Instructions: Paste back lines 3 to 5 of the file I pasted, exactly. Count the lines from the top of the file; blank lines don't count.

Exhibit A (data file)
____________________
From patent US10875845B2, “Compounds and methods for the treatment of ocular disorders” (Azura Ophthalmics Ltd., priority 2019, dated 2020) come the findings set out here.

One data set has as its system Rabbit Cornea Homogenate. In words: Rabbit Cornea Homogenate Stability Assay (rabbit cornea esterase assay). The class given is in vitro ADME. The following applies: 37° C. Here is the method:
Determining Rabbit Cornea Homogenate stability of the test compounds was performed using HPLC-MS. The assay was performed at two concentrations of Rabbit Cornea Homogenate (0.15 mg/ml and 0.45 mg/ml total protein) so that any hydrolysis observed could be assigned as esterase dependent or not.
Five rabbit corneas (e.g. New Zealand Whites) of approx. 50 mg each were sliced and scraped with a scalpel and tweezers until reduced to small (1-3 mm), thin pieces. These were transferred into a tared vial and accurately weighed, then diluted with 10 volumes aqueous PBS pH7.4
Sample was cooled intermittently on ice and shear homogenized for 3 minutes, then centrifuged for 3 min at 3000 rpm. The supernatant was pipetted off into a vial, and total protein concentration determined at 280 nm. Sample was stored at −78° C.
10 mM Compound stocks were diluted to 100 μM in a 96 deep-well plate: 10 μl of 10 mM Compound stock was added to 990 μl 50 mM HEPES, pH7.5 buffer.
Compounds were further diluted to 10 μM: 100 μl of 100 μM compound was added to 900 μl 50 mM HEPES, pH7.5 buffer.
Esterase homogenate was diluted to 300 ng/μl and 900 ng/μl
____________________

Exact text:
Determining Rabbit Cornea Homogenate stability of the test compounds was performed using HPLC-MS. The assay was performed at two concentrations of Rabbit Cornea Homogenate (0.15 mg/ml and 0.45 mg/ml total protein) so that any hydrolysis observed could be assigned as esterase dependent or not.
Five rabbit corneas (e.g. New Zealand Whites) of approx. 50 mg each were sliced and scraped with a scalpel and tweezers until reduced to small (1-3 mm), thin pieces. These were transferred into a tared vial and accurately weighed, then diluted with 10 volumes aqueous PBS pH7.4
Sample was cooled intermittently on ice and shear homogenized for 3 minutes, then centrifuged for 3 min at 3000 rpm. The supernatant was pipetted off into a vial, and total protein concentration determined at 280 nm. Sample was stored at −78° C.